Title:
STRAP FOR SECURING A STORM PANEL TO A TRACK
Kind Code:
A1
Abstract:
A strap to secure bolts at a proper spacing for installing a storm panel to a track using bolts and fasteners. The strap holds the bolts in place, allowing ease of storm panel installation. The storm panels are typically used to protect building openings, such as windows and doors, during periods of bad weather. The storm panels may also be used for security purposes.


Inventors:
Myny, Jerry Lawrence (Algonac, MI, US)
Myny, Donee Lois (Algonac, MI, US)
Application Number:
12/905603
Publication Date:
03/24/2011
Filing Date:
10/15/2010
Primary Class:
International Classes:
E04B1/38
View Patent Images:
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Claims:
We claim:

1. A strap to secure bolts at a proper spacing for installing a storm panel with mounting holes to an “F” track using bolts and fasteners, the bolts consisting of a cylindrical bolt shaft connected to a bolt head, the track having a thickness and width for receiving the bolt heads, the storm panels being used to protect a building opening, and the strap comprising: a flexible material with two parallel sides, a top end connecting the parallel sides, a bottom end connecting the parallel sides, and a thickness between 1/64″ and ½″; and a plurality of circular openings for holding the bolts in place to mount the storm panel with mounting holes, the bolt heads held approximately 1/16 of an inch from the material, the openings centered between the two parallel sides of the material, the bolt heads being unable to pass through the material, the openings being equidistant from each other, and the openings having a smaller diameter than the bolt shaft diameter.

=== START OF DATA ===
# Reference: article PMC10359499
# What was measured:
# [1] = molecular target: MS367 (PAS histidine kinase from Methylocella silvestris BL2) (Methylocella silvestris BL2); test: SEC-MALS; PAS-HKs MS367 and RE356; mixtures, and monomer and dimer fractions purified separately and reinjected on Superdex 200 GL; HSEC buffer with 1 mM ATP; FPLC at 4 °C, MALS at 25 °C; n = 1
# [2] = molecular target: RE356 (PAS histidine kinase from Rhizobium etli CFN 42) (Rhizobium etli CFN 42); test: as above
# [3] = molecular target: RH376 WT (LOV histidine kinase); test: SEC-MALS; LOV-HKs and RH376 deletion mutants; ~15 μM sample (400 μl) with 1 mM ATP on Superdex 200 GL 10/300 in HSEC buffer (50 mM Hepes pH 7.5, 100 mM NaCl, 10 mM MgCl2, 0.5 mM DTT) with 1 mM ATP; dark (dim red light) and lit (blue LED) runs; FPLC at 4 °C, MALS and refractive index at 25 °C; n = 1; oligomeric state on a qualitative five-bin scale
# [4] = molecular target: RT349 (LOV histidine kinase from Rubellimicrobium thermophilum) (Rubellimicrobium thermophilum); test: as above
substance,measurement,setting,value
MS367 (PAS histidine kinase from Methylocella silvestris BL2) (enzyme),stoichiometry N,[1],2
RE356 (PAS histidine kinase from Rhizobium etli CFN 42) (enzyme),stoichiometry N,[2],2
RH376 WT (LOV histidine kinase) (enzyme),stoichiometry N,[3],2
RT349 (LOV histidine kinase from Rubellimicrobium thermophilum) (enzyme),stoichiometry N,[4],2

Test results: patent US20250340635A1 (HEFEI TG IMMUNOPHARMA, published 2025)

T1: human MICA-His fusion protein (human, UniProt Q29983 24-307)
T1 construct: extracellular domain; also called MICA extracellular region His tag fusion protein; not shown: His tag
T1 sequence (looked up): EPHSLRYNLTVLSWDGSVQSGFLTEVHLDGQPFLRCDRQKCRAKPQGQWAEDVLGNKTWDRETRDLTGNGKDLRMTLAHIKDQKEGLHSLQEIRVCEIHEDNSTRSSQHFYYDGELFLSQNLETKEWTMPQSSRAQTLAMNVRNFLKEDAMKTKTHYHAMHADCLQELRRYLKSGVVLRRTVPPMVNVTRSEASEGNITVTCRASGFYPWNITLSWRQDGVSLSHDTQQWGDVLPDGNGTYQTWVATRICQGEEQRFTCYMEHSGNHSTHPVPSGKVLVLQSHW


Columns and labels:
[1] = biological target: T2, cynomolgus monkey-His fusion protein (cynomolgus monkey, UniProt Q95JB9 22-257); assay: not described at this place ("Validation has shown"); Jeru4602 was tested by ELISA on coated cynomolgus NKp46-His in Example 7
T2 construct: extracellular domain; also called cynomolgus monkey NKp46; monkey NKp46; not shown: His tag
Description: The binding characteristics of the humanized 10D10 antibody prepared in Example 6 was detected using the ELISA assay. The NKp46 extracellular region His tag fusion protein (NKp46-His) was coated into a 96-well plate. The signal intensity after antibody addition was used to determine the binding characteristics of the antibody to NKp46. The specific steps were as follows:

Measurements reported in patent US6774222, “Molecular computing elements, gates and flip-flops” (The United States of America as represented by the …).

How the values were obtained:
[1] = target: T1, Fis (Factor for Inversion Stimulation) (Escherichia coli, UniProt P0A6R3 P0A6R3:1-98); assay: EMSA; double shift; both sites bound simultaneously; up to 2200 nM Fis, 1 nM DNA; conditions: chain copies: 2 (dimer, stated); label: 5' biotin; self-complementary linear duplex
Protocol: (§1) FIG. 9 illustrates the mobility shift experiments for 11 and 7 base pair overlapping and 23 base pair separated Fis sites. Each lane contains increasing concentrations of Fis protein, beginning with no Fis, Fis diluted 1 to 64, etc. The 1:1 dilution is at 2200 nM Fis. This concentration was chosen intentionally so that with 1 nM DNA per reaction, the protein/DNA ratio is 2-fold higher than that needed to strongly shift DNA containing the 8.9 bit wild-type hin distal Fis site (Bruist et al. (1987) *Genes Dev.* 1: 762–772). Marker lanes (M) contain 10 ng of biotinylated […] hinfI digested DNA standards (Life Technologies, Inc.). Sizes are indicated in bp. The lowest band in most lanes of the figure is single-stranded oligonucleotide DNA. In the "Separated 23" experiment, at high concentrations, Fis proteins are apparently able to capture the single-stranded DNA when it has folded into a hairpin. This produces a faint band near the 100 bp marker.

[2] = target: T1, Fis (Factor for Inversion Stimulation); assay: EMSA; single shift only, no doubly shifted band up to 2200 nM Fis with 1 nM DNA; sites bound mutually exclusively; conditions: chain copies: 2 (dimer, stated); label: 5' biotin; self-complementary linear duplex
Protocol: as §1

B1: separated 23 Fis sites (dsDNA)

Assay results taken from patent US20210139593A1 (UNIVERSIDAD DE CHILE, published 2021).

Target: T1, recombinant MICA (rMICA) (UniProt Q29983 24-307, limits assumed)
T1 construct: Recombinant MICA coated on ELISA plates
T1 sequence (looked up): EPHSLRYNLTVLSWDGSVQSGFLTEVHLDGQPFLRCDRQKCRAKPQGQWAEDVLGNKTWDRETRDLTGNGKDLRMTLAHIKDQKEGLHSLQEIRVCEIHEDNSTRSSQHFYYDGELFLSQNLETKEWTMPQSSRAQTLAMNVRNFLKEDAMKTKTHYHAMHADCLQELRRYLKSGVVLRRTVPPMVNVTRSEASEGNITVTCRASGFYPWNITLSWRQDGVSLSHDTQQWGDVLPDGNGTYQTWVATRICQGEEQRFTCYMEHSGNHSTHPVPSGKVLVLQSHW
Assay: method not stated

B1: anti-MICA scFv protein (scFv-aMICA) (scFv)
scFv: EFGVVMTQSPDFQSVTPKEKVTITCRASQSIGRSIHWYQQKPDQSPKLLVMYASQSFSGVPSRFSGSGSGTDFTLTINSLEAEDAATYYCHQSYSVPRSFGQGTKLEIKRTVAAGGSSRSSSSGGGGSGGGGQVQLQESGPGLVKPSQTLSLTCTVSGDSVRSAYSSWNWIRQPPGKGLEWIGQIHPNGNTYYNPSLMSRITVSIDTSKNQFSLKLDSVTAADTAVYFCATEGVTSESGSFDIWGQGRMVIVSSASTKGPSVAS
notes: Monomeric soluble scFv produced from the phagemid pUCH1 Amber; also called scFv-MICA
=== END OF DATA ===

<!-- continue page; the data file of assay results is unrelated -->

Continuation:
2. The strap of claim 1, wherein the material is polypropylene webbing.

3. The strap of claim 1, wherein the material is nylon webbing.

4. The strap of claim 1, wherein the material is leather.

5. The strap of claim 1, wherein the material is polyester webbing.

Description:

CROSS-REFERENCE TO RELATED APPLICATIONS

This application is a continuation-in-part of prior application Ser. No. 12/564,869, filed Sep. 22, 2009.

BACKGROUND OF THE INVENTION

A storm panel, also known as a hurricane panel, is used to protect a building opening, such as a door or window, during severe weather. The storm panel may also be used for security. There are many different types of mounting brackets used for storm panels installation. One method of mounting the storm panel is to install “F” track horizontally and/or vertically on the sides of the window or door openings. Then, bolts are placed in the track by sliding one bolt at a time by hand, the storm panel is mounted on the bolts, and the storm panel is secured with wing nuts.

BRIEF SUMMARY OF THE INVENTION